The tourism sector is to receive a NZ$400 million boost in government funding from a NZ$50 billion (US$31 billion) five year recovery package unveiled by the New Zealand government in its annual budget statement yesterday.
Finance Minister Grant Robertson said the NZ$400 million was an “initial contribution” to transforming that industry. “I don’t think anyone thinks it’s going to be the same again and certainly not the same again for many, many years to come.”
However, the industry was wanting and expecting more help than it is to receive. Industry body Tourism Industry Aotearoa says while the government has recognized the critical importance of the sector to New Zealand’s future, its chief executive Chris Roberts said the budget package would not be enough to prevent significant job losses.
Key elements of the package include helping tourist businesses reorient themselves to the domestic and Australian markets, including funding for a domestic marketing campaign, as well as some funding for developing international markets, despite the border closure.
It includes a program to identify and safeguard strategic assets. A group of ministers will oversee the package and a public-private taskforce will lead thinking on the future of tourism in New Zealand.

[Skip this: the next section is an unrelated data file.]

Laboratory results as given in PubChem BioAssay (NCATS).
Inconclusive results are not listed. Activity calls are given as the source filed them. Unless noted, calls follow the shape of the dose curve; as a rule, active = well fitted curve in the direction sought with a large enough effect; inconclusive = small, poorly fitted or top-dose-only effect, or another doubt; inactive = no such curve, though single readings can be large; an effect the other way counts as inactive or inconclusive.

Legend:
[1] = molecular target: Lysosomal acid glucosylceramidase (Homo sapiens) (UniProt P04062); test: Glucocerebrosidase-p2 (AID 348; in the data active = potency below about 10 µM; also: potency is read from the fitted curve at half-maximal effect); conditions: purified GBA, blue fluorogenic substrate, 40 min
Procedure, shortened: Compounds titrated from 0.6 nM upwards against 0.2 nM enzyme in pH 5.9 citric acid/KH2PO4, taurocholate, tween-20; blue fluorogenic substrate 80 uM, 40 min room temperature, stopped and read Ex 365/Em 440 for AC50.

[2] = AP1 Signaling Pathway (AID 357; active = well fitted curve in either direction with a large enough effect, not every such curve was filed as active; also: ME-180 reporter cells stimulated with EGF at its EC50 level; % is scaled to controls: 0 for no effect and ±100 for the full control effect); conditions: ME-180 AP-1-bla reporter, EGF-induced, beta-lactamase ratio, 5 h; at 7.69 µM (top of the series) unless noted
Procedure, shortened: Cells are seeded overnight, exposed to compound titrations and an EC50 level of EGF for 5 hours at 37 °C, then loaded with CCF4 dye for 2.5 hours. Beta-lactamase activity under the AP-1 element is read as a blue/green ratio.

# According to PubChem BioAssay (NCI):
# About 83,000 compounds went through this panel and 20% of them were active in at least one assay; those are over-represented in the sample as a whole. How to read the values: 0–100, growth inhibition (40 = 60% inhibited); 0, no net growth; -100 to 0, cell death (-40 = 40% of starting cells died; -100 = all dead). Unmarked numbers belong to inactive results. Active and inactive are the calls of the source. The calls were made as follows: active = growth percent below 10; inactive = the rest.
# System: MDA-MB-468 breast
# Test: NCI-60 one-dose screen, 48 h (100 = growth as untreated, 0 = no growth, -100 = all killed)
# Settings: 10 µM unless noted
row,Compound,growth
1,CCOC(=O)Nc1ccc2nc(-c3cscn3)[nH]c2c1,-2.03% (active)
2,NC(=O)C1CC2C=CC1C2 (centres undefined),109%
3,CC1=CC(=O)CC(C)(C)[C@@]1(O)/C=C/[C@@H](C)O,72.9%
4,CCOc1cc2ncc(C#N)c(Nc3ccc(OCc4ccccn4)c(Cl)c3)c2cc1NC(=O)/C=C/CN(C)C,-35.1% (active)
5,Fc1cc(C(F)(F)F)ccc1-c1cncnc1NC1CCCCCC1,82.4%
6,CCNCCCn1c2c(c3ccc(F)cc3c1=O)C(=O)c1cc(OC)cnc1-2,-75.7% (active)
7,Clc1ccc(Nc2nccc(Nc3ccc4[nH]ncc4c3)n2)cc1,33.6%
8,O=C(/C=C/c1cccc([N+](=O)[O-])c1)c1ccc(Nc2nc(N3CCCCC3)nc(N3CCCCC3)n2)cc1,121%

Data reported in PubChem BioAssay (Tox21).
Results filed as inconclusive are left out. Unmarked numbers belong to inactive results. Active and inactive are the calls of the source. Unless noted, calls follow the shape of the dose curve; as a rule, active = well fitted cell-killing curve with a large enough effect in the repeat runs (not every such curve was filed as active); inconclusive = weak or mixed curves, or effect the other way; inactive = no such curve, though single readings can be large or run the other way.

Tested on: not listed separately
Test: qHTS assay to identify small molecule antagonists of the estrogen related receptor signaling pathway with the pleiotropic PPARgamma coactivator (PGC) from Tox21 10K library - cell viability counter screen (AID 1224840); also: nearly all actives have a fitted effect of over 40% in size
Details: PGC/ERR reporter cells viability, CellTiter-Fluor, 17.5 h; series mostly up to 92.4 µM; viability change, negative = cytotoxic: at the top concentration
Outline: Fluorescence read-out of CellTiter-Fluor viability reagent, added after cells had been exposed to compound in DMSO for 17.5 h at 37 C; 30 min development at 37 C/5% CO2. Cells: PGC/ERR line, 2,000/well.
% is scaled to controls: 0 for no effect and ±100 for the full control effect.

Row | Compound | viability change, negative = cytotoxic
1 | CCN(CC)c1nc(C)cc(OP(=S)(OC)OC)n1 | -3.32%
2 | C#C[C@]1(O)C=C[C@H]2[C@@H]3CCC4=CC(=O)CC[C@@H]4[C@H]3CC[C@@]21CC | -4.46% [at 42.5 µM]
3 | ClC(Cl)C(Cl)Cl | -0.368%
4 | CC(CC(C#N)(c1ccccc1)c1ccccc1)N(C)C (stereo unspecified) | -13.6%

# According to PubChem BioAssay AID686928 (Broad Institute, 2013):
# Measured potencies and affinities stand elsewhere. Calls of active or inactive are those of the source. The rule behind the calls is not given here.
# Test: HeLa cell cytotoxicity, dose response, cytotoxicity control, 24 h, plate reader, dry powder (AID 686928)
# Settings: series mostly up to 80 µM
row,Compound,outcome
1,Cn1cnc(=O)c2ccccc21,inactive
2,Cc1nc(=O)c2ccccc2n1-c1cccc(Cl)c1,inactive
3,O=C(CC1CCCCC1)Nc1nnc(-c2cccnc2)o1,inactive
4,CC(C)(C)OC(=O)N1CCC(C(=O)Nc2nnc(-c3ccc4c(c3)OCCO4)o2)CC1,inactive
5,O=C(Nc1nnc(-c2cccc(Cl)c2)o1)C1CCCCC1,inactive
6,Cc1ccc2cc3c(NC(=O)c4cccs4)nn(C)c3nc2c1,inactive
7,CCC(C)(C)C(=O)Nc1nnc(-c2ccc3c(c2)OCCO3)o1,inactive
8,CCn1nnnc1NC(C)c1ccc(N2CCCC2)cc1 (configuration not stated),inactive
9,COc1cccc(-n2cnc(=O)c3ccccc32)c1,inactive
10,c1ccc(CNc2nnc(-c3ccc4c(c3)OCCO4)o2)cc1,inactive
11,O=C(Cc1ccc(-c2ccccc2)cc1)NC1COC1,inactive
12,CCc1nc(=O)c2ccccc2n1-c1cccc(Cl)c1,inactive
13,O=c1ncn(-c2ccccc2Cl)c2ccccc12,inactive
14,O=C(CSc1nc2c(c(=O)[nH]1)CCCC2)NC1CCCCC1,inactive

Tourist and hospitality business will also be eligible for an eight week extension to the wage subsidy scheme which is now targeted at businesses that have or will lose more than half their revenue in the thirty days before application.
About NZ$20 billion of the NZ$50 billion allocated to the fund has been held back for further unspecified programs. Spending on infrastructure, trade training and apprenticeships, public housing, supporting tourism and the railways, extending wage subsidies and more support for people with disabilities total nearly NZ$16 billion in the 2020/21 year. This is on top of two stimulus and support packages of about NZ$12 billion each announced in March and April.
A Treasury forecast says fiscal stimulus in the budget would save 140,000 jobs over the next two years and help employment growth of 370,000 jobs over four years, and that the unemployment rate could return to its current rate of 4.2 percent within two years.
Grant Robertson said the aim of the budget was to boost public services and improve infrastructure so New Zealanders could get back to work again.
New Zealand’s borders are not expected to open again (except perhaps to Australia) before 2021 at the earliest.